After all the moving around Adams did in her youth, “I like to be settled,” she says. “The older I get, the more I just want to be home. I’ve turned into a pretty aggressive homebody.” Pre-pandemic, the family liked hitting the beach, hiking and going out for Mexican food, and Adams spent her free time crafting, costuming and reading with her daughter. What a difference a year makes, however. “I started this with a little girl, and we came out of it with a tween,” she says, all three of their lives revolving around screen time now. They’ve been watching content her daughter enjoys, like Studio Ghibli Japanese animation, the makeup TV show Glow Up and WandaVision. Aviana also creates digital art, sings and plays guitar, bass and drums. “She does Zoom lessons, and has a Zoom band, and they did a Zoom concert,” says Adams, proudly sharing footage of Avi playing drums and singing in her all-girl band, the Troublemakers.
As Adams was forced to spend her own share of time on the virtual meeting app, she was surprised to discover how much it suits her. “Because of my social anxiety, it’s easier to be more social on Zoom than I am in person,” she says. “I check in with people more often.” Her computer screen has allowed her to play an even bigger role in amplifying diverse voices through her production company, Bond Group Entertainment, and working with charitable organizations such as the RightWay Foundation, which helps foster kids aging out of the system find job placement and training.
This past fall, Adams finished filming the screen version of the Broadway musical Dear Evan Hansen, due out later this year, in which she’ll appear alongside Ben Platt, Julianne Moore and Kaitlyn Dever. She’s set to reprise her role as the singing, dancing Disney princess Giselle in Disenchanted, a 10-years-later sequel to the 2007 hit Enchanted, which will film in Ireland. And she will executive-produce and star in an upcoming Netflix TV series, Kings of America, playing one of three women (in her case, a powerful executive) whose lives are intertwined through a lawsuit against the Walmart empire. And she’s developing an adaptation of the young adult novel Willa of the Wood—a book she was reading with her daughter last year.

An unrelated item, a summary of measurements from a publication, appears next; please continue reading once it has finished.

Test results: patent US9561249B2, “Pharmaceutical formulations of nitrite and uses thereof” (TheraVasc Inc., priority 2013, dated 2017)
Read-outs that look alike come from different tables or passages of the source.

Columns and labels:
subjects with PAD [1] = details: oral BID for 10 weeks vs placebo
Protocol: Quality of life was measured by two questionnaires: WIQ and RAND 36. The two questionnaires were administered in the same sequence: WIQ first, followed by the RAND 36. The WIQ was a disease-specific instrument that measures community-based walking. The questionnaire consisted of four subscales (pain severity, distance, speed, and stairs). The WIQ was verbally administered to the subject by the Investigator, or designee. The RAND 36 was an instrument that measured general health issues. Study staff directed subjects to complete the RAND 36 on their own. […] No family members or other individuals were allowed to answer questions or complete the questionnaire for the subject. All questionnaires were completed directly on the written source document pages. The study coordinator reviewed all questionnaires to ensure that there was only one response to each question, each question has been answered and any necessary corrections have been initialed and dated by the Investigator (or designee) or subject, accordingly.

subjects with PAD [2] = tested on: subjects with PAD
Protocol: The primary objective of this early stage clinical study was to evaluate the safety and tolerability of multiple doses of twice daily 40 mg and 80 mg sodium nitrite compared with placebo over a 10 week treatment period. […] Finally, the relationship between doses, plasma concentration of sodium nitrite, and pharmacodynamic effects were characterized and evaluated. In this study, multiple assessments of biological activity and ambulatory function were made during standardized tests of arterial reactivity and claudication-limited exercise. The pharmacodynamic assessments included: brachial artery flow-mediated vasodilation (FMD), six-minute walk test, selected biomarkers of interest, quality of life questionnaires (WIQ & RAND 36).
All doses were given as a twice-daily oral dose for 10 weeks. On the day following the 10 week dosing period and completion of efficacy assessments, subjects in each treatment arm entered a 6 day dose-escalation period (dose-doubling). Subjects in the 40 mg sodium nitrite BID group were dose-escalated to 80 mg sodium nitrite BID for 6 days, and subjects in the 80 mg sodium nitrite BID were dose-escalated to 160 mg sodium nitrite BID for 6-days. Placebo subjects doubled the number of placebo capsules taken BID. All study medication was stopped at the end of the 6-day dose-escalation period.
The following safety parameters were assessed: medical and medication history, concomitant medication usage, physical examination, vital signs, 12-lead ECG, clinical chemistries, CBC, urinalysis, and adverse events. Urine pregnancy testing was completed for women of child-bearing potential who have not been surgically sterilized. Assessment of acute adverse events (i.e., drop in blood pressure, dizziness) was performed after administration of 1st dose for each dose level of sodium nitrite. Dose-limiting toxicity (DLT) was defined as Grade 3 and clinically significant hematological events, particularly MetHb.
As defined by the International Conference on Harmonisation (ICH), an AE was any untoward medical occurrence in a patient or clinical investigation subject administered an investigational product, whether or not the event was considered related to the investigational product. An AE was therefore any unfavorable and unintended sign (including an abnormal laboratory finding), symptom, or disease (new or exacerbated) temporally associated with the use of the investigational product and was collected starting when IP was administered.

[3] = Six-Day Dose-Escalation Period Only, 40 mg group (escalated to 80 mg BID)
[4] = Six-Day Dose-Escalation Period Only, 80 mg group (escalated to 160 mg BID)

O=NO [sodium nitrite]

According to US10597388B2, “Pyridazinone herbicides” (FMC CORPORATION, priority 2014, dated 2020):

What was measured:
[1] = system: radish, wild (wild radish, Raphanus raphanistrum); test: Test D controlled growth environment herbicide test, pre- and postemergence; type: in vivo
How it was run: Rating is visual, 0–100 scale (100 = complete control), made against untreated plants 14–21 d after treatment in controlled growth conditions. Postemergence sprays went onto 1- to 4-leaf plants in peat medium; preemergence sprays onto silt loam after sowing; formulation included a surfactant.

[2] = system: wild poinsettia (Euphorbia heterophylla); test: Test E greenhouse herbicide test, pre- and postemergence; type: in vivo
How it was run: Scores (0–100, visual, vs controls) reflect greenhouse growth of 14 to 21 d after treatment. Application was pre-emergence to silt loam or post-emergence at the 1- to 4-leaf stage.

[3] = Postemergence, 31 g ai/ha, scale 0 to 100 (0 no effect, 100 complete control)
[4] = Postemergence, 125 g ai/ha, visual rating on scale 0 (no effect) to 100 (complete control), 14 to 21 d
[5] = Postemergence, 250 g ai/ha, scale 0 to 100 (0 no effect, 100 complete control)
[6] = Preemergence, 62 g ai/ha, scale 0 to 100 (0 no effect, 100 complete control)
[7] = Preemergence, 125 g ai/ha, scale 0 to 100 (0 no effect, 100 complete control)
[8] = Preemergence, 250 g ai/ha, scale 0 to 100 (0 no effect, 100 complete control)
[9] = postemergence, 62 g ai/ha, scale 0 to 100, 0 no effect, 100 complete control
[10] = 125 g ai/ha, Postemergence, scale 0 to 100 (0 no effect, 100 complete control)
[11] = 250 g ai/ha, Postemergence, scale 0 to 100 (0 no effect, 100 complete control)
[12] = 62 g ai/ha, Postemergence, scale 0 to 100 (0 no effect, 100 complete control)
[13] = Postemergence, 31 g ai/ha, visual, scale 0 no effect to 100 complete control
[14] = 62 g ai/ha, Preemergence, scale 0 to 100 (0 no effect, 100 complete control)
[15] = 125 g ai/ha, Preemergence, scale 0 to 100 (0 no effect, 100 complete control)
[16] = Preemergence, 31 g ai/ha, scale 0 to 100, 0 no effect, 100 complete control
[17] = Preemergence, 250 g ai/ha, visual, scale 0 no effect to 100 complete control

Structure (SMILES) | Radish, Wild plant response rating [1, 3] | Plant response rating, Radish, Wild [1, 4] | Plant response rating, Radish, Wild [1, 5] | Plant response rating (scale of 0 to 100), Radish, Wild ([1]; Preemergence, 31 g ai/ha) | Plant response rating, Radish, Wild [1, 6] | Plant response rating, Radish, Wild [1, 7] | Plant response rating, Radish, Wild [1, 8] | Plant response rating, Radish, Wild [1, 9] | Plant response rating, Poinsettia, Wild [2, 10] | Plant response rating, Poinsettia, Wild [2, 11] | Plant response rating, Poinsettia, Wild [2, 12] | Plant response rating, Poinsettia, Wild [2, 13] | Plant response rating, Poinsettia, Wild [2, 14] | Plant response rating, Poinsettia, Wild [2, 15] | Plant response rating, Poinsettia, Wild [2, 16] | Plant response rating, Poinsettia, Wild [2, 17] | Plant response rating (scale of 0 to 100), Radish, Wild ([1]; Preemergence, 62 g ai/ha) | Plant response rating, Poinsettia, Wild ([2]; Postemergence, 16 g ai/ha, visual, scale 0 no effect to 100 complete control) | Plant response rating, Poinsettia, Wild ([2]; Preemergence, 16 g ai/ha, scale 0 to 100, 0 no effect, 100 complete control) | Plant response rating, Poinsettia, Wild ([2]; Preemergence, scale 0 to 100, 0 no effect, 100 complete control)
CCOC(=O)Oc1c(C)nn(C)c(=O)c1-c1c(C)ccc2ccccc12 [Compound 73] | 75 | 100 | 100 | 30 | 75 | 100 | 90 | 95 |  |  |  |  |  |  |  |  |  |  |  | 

After a year of COVID-19 and quarantine, and some projects that perhaps edged a little too close to her own anxieties, Adams is ready for springtime and its longer hours of daylight—and more light in general. And she’s enthused about all the bright new projects she’s got lining up, at home and in Hollywood.
“I’m super excited,” she says. “I think that we’ve lived in the darkness. That’s why I’m talking about light so much. I’m really happy to lean into this moment.”
Amy’s Favorite Things
Childhood TV show: “M*A*S*H, which was probably inappropriate. I don’t know how I was able to watch it, but I really got to love it.”
Cartoon character: “Sen in Spirited Away. It’s [animated by Hayao] Miyazaki and my daughter’s really into it, so we watch together.”
Junk food: “Nachos. Because it’s also a meal, so is that junk food? Hard to say!”
Always in the fridge: “Condiments. Hot sauce, but there’s always like a hundred of them. And I like the aminos. I don’t use soy sauce anymore, so those are always really good as a base for a marinade.”
Secret talent: “Costuming. Is that weird? I’m not a good sewer, but I can sew and I make my daughter’s Halloween costumes every year. And I [was supposed to be] hosting the gala for my daughter’s school, so I made masquerade costumes for them.”
Cherish from childhood: “A baby blanket. My parents must have gotten it at, like, the army store. With satin edging. Mine’s sort of the color of oatmeal.”
Favorite expletive that’s not a curse word: “Pook. In Thoroughly Modern Millie there was a woman who goes, ‘Oh, pook!’”
Self-care trick: “Other people do different types of self-care that involves, like, actual self-care, but mine is watching reality television.”
Three guests from history you’d invite for dinner: “Eleanor Roosevelt. And Oprah Winfrey—I would like to see those two talk, I wouldn’t say a word—and who would be good with them…hmmm…because you have to curate a dinner party, right? Maybe Frida [Kahlo]. Let’s throw an artist in there!”
On your nightstand: “Everything. Usually there’s a glass of water. My coffee cup from the morning that I didn’t take down. My earrings that were poking me in the middle of the night. About four or five books to get through. A candle. There is no such thing as minimal in my life.”
Favorite movie quote: “‘Frankly, my dear, I don’t give a damn’ [from Gone With the Wind]. Let’s be honest, I’d like it if that happened in the first scene—that’s who I want to be.”
Staying fit: “I really got into the YouTube thing. This is my favorite [channel]: MadFit. No jumping, minimal equipment. I think I do have to find a virtual dance teacher because I’m a really lenient instructor for myself. I definitely need an outside influence to push me, because I’m like, That feels uncomfortable, I should stop. I think I’m sweating, I should stop.”